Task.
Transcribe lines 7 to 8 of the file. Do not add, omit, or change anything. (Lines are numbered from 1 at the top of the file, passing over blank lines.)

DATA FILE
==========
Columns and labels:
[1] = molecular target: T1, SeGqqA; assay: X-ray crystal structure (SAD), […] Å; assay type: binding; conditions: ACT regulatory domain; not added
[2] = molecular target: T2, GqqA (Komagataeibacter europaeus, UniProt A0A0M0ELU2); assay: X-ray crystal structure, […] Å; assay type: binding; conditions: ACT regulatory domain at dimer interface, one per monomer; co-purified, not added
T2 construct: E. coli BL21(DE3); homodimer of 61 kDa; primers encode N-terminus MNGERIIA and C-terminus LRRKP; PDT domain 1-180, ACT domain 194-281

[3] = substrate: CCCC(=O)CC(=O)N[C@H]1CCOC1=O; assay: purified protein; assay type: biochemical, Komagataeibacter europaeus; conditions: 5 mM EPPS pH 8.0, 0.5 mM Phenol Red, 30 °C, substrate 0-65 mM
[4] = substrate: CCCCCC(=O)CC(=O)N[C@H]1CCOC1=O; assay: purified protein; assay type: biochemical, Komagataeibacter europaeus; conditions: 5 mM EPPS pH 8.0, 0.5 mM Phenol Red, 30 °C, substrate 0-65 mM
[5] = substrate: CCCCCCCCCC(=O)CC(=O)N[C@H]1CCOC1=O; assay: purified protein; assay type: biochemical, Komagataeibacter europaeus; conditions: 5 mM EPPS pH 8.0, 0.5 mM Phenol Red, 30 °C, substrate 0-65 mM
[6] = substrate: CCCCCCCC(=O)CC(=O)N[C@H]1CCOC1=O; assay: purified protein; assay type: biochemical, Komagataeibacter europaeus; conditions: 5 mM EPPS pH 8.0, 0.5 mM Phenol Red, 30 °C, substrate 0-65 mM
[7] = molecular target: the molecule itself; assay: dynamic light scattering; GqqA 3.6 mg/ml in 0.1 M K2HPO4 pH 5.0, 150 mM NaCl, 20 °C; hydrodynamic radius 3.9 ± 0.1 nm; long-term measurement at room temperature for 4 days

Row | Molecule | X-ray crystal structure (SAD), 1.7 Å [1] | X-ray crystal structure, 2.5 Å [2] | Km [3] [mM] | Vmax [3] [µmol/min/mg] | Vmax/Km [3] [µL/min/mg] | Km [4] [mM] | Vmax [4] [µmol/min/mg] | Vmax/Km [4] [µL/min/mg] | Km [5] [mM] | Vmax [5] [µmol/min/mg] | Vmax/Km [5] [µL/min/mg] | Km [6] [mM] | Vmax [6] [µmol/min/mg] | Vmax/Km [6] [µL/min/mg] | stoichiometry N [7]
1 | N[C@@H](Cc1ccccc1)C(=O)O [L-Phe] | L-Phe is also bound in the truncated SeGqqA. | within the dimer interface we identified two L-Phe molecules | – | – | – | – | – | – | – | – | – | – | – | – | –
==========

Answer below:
[5] = substrate: CCCCCCCCCC(=O)CC(=O)N[C@H]1CCOC1=O; assay: purified protein; assay type: biochemical, Komagataeibacter europaeus; conditions: 5 mM EPPS pH 8.0, 0.5 mM Phenol Red, 30 °C, substrate 0-65 mM
[6] = substrate: CCCCCCCC(=O)CC(=O)N[C@H]1CCOC1=O; assay: purified protein; assay type: biochemical, Komagataeibacter europaeus; conditions: 5 mM EPPS pH 8.0, 0.5 mM Phenol Red, 30 °C, substrate 0-65 mM